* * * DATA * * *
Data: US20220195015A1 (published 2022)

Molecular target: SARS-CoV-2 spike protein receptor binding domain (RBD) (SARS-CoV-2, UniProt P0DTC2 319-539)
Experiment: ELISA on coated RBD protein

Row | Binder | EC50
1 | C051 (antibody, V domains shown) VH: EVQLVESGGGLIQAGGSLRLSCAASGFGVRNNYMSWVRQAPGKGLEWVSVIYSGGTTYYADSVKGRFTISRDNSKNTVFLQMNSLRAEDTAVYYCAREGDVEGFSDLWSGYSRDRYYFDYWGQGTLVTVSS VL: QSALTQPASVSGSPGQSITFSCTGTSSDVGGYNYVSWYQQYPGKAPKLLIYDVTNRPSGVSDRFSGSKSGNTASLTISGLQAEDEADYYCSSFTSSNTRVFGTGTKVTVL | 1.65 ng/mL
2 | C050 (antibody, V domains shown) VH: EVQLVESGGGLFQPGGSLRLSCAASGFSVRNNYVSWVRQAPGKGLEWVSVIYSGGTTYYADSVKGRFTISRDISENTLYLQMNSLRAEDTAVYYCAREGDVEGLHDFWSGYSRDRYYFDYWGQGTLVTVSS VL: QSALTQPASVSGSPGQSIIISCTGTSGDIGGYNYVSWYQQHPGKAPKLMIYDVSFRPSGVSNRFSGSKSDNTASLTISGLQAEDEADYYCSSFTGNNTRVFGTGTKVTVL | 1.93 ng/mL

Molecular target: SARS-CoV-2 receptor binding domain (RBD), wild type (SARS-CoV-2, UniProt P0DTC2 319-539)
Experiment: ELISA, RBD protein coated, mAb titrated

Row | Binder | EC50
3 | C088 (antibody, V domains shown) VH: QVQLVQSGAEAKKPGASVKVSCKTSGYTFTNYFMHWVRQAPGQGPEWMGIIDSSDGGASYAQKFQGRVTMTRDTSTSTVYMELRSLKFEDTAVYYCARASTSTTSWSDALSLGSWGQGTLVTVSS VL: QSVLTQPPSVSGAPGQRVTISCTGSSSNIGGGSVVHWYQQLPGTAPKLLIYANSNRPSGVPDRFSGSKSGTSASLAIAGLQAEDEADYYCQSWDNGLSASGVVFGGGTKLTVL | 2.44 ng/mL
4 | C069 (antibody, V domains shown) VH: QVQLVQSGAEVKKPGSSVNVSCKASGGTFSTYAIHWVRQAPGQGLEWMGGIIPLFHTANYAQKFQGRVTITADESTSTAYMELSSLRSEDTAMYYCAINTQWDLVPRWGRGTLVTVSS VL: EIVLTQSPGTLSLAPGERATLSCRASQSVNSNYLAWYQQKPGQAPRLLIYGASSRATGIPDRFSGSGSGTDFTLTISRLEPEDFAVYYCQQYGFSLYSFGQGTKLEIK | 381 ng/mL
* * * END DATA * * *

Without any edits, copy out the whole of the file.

Data: US20220195015A1 (published 2022)

Molecular target: SARS-CoV-2 spike protein receptor binding domain (RBD) (SARS-CoV-2, UniProt P0DTC2 319-539)
Experiment: ELISA on coated RBD protein

Row | Binder | EC50
1 | C051 (antibody, V domains shown) VH: EVQLVESGGGLIQAGGSLRLSCAASGFGVRNNYMSWVRQAPGKGLEWVSVIYSGGTTYYADSVKGRFTISRDNSKNTVFLQMNSLRAEDTAVYYCAREGDVEGFSDLWSGYSRDRYYFDYWGQGTLVTVSS VL: QSALTQPASVSGSPGQSITFSCTGTSSDVGGYNYVSWYQQYPGKAPKLLIYDVTNRPSGVSDRFSGSKSGNTASLTISGLQAEDEADYYCSSFTSSNTRVFGTGTKVTVL | 1.65 ng/mL
2 | C050 (antibody, V domains shown) VH: EVQLVESGGGLFQPGGSLRLSCAASGFSVRNNYVSWVRQAPGKGLEWVSVIYSGGTTYYADSVKGRFTISRDISENTLYLQMNSLRAEDTAVYYCAREGDVEGLHDFWSGYSRDRYYFDYWGQGTLVTVSS VL: QSALTQPASVSGSPGQSIIISCTGTSGDIGGYNYVSWYQQHPGKAPKLMIYDVSFRPSGVSNRFSGSKSDNTASLTISGLQAEDEADYYCSSFTGNNTRVFGTGTKVTVL | 1.93 ng/mL

Molecular target: SARS-CoV-2 receptor binding domain (RBD), wild type (SARS-CoV-2, UniProt P0DTC2 319-539)
Experiment: ELISA, RBD protein coated, mAb titrated

Row | Binder | EC50
3 | C088 (antibody, V domains shown) VH: QVQLVQSGAEAKKPGASVKVSCKTSGYTFTNYFMHWVRQAPGQGPEWMGIIDSSDGGASYAQKFQGRVTMTRDTSTSTVYMELRSLKFEDTAVYYCARASTSTTSWSDALSLGSWGQGTLVTVSS VL: QSVLTQPPSVSGAPGQRVTISCTGSSSNIGGGSVVHWYQQLPGTAPKLLIYANSNRPSGVPDRFSGSKSGTSASLAIAGLQAEDEADYYCQSWDNGLSASGVVFGGGTKLTVL | 2.44 ng/mL
4 | C069 (antibody, V domains shown) VH: QVQLVQSGAEVKKPGSSVNVSCKASGGTFSTYAIHWVRQAPGQGLEWMGGIIPLFHTANYAQKFQGRVTITADESTSTAYMELSSLRSEDTAMYYCAINTQWDLVPRWGRGTLVTVSS VL: EIVLTQSPGTLSLAPGERATLSCRASQSVNSNYLAWYQQKPGQAPRLLIYGASSRATGIPDRFSGSGSGTDFTLTISRLEPEDFAVYYCQQYGFSLYSFGQGTKLEIK | 381 ng/mL